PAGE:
The Secret Ingredient (Curry), Part II: Bombay Mussels with Peas and Naan

RECIPE: Bombay Mussels
Bombay Mussels

Bombay Mussels

Get the whole story at Serious Eats.

I love Indian food, and I think my love for it might stem from its mystery—at least, as far as I perceive it. It feels unattainable to me, like the bad boy in the leather jacket at the back of the cafeteria. My good friend the English food writer Pinky Lilani once invited me to her home for an Indian cooking lesson, and she whipped out a box of spices; to one who had cooked little Indian food before, it was like staring into an alchemist’s treasure trove. I had no idea how to use them.

Cooking with Indian spices is a bit like tight-rope walking for me—it’s really hard to balance. But curry is a blend, of many things, most often turmeric, coriander, red pepper, and cumin, which gives it that verdant, smoky, earthy, spicy scent. For this dish, all my components are already figured out for me. While a perfect Vindaloo, say, would take me considerably more time and study, all I have to do for these Bombay mussels is add curry powder, and attain something of that heady curry house flavor.

One of my favorite things to order at Indian restaurants is the seafood. I love the way the spices play with the sweet tenderness of prawns and scallops and sea bass. But this time, I decided to make mussels. I temper the curry and green onions with a dash of butter and cream, and stew up the mussels with springtime green peas, which add sweetness and color and that lovely fresh pop in your mouth. Instead of baguette, I warm up naan breads to soak up the juices. It’s so unusual and lovely and easy.

Bombay Mussels
serves 2 for dinner, 4 to start

Bombay MusselsINGREDIENTS

  • 2 tablespoons butter
  • 4 scallions, sliced
  • 1 1/2 teaspoons curry powder
  • 1/4 cup water
  • 2/3 cup thawed frozen peas
  • 2 pounds mussels
  • Kosher salt
  • Freshly ground black pepper
  • 1 cup heavy cream

PROCEDURE

In a high-sided braising pan, melt the butter over medium heat.  Add the scallions, and sauté until soft—2 minutes.  Add the curry powder, and sauté an additional 30 seconds.  Add the water, peas, and mussels to the pot, and season with salt and pepper.  Cover, and steam over medium heat until all mussels open—5 minutes.  Turn off the heat, stir in the cream, and serve with warm naan.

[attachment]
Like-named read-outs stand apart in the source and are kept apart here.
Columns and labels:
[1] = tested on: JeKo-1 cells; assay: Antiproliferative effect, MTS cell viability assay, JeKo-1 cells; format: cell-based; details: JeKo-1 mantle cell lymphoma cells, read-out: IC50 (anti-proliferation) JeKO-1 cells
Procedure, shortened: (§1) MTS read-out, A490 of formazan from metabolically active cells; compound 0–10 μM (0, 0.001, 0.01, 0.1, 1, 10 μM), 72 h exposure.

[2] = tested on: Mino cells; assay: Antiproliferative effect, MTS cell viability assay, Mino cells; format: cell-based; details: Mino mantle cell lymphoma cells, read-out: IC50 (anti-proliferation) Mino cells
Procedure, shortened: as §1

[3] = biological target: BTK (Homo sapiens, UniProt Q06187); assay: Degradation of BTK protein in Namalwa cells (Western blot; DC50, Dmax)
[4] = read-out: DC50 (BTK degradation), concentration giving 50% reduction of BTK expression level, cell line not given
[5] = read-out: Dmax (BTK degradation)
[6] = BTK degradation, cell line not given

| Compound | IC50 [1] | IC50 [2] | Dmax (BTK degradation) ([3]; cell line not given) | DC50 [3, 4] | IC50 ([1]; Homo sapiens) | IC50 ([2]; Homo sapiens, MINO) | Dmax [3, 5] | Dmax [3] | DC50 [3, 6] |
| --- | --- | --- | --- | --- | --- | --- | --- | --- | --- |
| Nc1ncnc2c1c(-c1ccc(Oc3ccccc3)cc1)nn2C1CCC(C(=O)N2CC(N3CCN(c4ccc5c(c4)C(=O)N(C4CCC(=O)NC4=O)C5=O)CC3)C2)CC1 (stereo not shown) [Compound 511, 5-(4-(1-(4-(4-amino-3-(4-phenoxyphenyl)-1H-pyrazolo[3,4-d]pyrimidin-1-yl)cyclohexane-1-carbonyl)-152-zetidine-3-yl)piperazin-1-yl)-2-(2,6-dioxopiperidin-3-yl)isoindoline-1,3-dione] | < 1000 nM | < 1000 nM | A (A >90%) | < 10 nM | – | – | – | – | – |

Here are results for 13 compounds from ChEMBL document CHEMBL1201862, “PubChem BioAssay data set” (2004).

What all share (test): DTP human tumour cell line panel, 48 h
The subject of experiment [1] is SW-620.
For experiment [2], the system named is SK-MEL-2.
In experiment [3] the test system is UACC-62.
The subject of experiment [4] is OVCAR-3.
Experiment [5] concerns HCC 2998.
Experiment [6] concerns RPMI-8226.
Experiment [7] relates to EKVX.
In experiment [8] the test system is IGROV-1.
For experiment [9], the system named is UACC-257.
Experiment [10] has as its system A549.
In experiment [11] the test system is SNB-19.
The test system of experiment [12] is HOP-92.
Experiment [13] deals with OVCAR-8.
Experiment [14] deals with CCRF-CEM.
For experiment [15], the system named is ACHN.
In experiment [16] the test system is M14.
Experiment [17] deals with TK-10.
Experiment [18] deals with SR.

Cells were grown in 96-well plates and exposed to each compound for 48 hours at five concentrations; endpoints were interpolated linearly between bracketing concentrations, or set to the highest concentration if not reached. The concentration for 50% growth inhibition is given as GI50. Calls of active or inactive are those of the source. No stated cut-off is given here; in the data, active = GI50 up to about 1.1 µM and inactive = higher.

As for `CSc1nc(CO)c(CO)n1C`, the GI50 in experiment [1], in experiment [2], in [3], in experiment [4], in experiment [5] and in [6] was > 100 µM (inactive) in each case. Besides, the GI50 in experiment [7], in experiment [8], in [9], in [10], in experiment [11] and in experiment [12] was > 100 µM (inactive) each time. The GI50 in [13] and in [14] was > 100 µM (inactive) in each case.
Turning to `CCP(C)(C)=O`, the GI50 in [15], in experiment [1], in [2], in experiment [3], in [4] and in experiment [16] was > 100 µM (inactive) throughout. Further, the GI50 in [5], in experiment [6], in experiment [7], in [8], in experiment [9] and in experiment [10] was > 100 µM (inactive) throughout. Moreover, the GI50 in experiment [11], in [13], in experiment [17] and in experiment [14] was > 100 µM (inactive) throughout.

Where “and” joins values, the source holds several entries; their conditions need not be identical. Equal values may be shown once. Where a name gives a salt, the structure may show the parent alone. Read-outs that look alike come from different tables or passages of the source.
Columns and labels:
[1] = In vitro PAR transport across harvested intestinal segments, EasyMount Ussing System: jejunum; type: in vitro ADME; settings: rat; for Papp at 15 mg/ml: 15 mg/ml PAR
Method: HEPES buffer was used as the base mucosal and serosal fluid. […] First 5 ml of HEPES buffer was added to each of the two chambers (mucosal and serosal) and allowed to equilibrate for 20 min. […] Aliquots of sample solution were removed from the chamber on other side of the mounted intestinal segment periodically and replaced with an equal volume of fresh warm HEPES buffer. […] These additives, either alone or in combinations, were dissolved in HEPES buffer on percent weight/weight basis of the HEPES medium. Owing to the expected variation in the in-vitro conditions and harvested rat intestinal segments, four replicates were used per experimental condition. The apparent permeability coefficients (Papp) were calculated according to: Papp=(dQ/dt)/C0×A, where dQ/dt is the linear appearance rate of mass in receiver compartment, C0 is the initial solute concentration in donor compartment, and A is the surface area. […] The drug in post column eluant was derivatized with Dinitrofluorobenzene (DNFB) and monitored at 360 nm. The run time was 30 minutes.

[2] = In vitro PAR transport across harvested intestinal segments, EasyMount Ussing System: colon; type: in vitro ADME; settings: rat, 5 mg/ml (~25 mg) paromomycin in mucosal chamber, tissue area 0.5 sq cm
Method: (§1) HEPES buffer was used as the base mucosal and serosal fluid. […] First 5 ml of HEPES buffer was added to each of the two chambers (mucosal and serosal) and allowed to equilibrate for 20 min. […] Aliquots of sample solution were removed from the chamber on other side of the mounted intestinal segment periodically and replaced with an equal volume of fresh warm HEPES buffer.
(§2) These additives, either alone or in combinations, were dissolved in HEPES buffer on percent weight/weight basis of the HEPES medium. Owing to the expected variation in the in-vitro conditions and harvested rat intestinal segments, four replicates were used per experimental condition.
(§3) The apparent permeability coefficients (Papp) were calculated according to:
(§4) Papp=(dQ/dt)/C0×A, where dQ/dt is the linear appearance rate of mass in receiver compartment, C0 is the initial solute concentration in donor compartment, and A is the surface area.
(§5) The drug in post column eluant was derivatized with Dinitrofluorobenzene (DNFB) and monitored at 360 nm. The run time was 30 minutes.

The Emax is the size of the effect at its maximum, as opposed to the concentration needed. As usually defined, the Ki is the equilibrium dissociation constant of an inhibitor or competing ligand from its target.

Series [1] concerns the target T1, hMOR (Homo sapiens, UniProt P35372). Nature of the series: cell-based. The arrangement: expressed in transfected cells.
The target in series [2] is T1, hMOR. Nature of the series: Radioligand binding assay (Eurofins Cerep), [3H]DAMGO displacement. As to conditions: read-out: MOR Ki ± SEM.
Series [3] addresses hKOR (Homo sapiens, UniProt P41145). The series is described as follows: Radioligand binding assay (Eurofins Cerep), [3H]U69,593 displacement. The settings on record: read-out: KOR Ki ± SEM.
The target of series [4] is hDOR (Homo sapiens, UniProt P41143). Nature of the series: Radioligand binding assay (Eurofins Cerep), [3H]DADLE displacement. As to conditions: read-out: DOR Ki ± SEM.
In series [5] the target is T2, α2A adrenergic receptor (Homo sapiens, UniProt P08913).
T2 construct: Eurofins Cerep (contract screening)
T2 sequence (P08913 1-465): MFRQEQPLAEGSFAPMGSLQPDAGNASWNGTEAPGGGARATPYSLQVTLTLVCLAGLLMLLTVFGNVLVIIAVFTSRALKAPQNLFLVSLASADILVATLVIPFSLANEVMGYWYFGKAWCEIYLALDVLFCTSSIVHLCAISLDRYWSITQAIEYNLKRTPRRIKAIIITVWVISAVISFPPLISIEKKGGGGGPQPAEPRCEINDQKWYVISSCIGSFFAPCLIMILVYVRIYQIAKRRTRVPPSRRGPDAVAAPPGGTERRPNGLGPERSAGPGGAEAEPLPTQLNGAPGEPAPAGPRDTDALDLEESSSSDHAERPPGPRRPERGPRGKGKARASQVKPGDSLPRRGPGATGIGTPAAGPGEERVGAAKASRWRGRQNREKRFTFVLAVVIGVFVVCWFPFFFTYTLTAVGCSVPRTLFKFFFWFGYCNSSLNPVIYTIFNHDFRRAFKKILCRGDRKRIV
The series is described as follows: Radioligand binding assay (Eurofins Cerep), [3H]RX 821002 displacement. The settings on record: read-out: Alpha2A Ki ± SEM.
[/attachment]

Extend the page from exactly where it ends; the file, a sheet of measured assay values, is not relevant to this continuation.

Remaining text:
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Categories: 15 Minutes, Cheap, Easy, Eat, Fish, Main Courses, Recipes, Series, The Secret Ingredient
 

Spontaneous Sunday Bruschetta

RECIPE: Spontaneous Sunday Bruschetta
Spontaneous Sunday Bruschetta

Spontaneous Sunday Bruschetta

I love to cook.  You know that.  But there are so many things I have to cook, for columns, that I really relish opportunities like I had this morning.  It was early on a lazy Sunday, and I got to putter around the supermarket, and just see what looked good, what I felt like, what made me hungry.  As the sky was blue and the trees billowy and grassy and leafy; I wanted something light, fresh, crisp.  The cherry tomatoes were ruddy and blushing, like fat little children’s cheeks bursting with excitement.  I found a crusty loaf of peasant bread, some sweet basil and shallots, and just made a big pile of bruschetta.

I cut up the tomatoes and set them to marinate with coarse salt and cracked black pepper, scissored up basil and razor-thin rings of sweet-sharp shallots, glugs of olive oil and just a soupcon of balsamic vinegar.  It was fresh and savory and sweet piled on the thick slabs of crispy toasted bread, and all of the ingredients are just beginning to be delicious again.  There is nothing more humble or satisfying than good bread and vegetables (although, I know technically, tomatoes are a fruit).  But there’s also something tremendously satisfying about being selfish in the kitchen and feeding that thing inside of you that wants what it wants.  Luckily, everyone else loved it too.

Spontaneous Sunday Bruschetta
This recipe is very not about the measurements. Make as much as you need, using the following ingredients as you like them. Serves about 4.

Spontaneous Sunday BruschettaINGREDIENTS

  • 4 1-inch thick slices of crusty round country bread
  • 2 to 3 boxes cherry tomatoes, quartered
  • 1 big handful fresh basil leaves, slivered
  • 1 shallot, very thinly sliced
  • Salt and pepper
  • A dash of balsamic vinegar
  • 2 to 3 tablespoons good olive oil

PROCEDURE

Preheat the oven to 500 degrees F.  Place the bread on a baking sheet, and toast until golden brown on top.  Flip over, and toast on the other side.

In the meantime, toss the tomatoes with all the other ingredients in a large bowl.  I serve the toast warm from the oven, with the tomatoes in a big bowl to pile on top.  To gild the lily, serve some crumbled goat cheese alongside to sprinkle on top to add some creamy tang.

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Categories: 15 Minutes, Bread & Butter, Breakfast & Brunch, Cheap, Easy, Eat, Main Courses, Recipes, Sandwiches, Vegetarian, Vegetarian
 

Duck Confit Sandwiches at Borough Market, London

Since arriving in London, I have dubbed myself the Girl of Sandwich.  Check out this incredible one I found and covered for Serious Eats‘s A Sandwich A Day (an idea I can really get behind, because I eat a sandwich a day).  Bon app!

Duck Confit Sandwich